The attack shook Kabul and reignited fears that Taliban violence against civilians is on the rise, despite U.S. envoy Zalmay Khalilzad’s announcement. According to the draft agreement that Khalilzad described Monday, 5,400 U.S. troops would leave Afghanistan within about five months after a deal is signed.
The Taliban quickly asserted responsibility for Monday night’s attack, saying in a statement that it had targeted “foreign invaders.” Initial reports suggested that the victims were Afghans, including three members of the security forces. On Wednesday, a spokesman for the Romanian government said one Romanian diplomat was killed and another severely wounded in the attack. The rest of their diplomatic team was transferred to a nearby military base. Afghan officials said about 400 foreign nationals were evacuated from the heavily guarded premises.
Monday’s bombing was the latest in a series of deadly Taliban attacks over recent days that have left Afghan civilians on high alert, even as U.S. and Taliban officials have said a peace deal is near. The Taliban refused to include the Afghan government in peace talks with the United States, and civilians have long feared that a peace deal with Washington could lead the Taliban to return to power.
Davood Moradian, director of the Afghan Institute for Strategic Studies, said the Taliban continues to see force as leverage “against the Afghan government as they did with Washington.”
“They are not a conventional political force who care about the political opinion or winning the hearts and minds of civilians,” he said. “They want to further weaken the morale of the Afghan security forces and further delegitimize the Afghan government.”
On Saturday, as Khalilzad wrapped up his ninth round of peace talks with the Taliban in Qatar, the militant group’s fighters launched a large-scale assault on Kunduz, in northern Afghanistan, attacking the city from multiple angles as Afghan forces tried to repel them. Later that evening, a suicide bomber detonated in a busy traffic circle, killing at least 10 people, including the police spokesman. Khalilzad tweeted that he raised the Kunduz attack with Taliban officials in Doha and told them “that such violence should be stopped.”
But on Sunday morning, Taliban fighters attacked another key northern city, Pol-e-Khomri, and blocked a key highway that connects the north to Kabul. Khalilzad flew to Kabul later that day to brief Afghan officials on the draft deal, tweeting that he was “on the threshold” of securing an agreement.
Ronald E. Neumann, a former U.S. ambassador to Afghanistan, said “the pattern of such negotiations is that you fight and talk at the same time.”
“Fighting is how you keep your pressure in negotiations,” he said. “The big question is, are we going to leave the Afghan government in a position where it can negotiate or are we leaving it in a position where the Taliban think they are going for a military victory?”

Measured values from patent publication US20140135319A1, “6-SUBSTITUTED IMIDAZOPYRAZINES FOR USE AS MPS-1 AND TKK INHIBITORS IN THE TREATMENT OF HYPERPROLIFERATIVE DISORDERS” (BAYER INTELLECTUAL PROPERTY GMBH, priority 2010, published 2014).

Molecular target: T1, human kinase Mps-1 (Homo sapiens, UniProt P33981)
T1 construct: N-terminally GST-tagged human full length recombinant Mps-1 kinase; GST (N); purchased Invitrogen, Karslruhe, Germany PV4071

On Tuesday, presidential spokesman Sediq Sediqqi tweeted photos from the aftermath of the bombing outside the Green Village.
“This what the Taliban are up to in Afghanistan; totally committed to total destruction,” he wrote. “Can they be trusted!!??”
Monday’s bombing was the second time the Taliban has attacked the Green Village this year, stoking tensions among Afghans living nearby who have borne the brunt of casualties.
In January, five people, including an Indian citizen, were killed in a Taliban attack on the compound. More than 100 others were wounded.
On Tuesday afternoon, plumes of smoke were still rising in the air and glass from blown-out windows littered the streets. Riot police were working to disperse the remaining protesters.
Abdul Qader Hakimi, 57, a vegetable seller whose shop and house are near the Green Village, said the windows of his home were shattered in January and again Monday night as the result of the attacks.
“Every time [Green Village] is attacked, civilians get killed and wounded,” he said, adding that a residential neighborhood is not the right location for a guarded compound housing foreigners. “People’s houses have been damaged many times.”
One of his distant relatives was killed in the January blast, he said, and his wife fainted on Monday night after the massive explosion shook their neighborhood.
“We will continue our protest until Green Village and other [compounds] nearby are removed from the neighborhood,” he said.
Zabihullah Hotak, 21, a high school student, said he had lost three friends to explosions in the neighborhood. He said that police opened fire on protesters Tuesday morning and that he saw one with a bullet wound to his abdomen.
“Local residents get hurt when the explosions happen,” Hotak said, pledging that protests will continue until the compound moves.
Footage from the scene showed extensive damage to the area, with collapsed structures and a large crater where the explosion took place. Mud homes near the compound caved in from the impact. A gas station also caught fire.
On Tuesday, Interior Ministry spokesman Nasrat Rahimi said that the protest was unauthorized and that some civilians tried to force their way into the compound but were repelled by police.
He added that three people were wounded when a fight broke out among protesters.
Sayed Salahuddin contributed to this report.